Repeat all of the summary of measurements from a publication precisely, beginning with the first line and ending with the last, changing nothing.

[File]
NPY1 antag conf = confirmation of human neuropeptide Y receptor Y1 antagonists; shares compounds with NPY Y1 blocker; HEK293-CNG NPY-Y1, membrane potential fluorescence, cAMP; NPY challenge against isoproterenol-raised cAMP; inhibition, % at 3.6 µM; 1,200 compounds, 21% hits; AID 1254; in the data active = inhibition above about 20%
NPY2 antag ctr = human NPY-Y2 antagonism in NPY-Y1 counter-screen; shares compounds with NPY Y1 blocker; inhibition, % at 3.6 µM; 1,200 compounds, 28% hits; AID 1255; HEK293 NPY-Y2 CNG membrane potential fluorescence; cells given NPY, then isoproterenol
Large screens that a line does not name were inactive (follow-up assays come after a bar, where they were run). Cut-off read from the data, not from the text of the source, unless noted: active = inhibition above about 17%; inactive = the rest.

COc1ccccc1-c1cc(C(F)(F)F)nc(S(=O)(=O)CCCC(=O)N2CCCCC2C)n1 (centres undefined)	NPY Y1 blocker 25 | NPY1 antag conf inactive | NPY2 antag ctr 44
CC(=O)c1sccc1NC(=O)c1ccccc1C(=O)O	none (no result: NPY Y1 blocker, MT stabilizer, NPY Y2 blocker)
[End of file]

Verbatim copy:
NPY1 antag conf = confirmation of human neuropeptide Y receptor Y1 antagonists; shares compounds with NPY Y1 blocker; HEK293-CNG NPY-Y1, membrane potential fluorescence, cAMP; NPY challenge against isoproterenol-raised cAMP; inhibition, % at 3.6 µM; 1,200 compounds, 21% hits; AID 1254; in the data active = inhibition above about 20%
NPY2 antag ctr = human NPY-Y2 antagonism in NPY-Y1 counter-screen; shares compounds with NPY Y1 blocker; inhibition, % at 3.6 µM; 1,200 compounds, 28% hits; AID 1255; HEK293 NPY-Y2 CNG membrane potential fluorescence; cells given NPY, then isoproterenol
Large screens that a line does not name were inactive (follow-up assays come after a bar, where they were run). Cut-off read from the data, not from the text of the source, unless noted: active = inhibition above about 17%; inactive = the rest.

COc1ccccc1-c1cc(C(F)(F)F)nc(S(=O)(=O)CCCC(=O)N2CCCCC2C)n1 (centres undefined)	NPY Y1 blocker 25 | NPY1 antag conf inactive | NPY2 antag ctr 44
CC(=O)c1sccc1NC(=O)c1ccccc1C(=O)O	none (no result: NPY Y1 blocker, MT stabilizer, NPY Y2 blocker)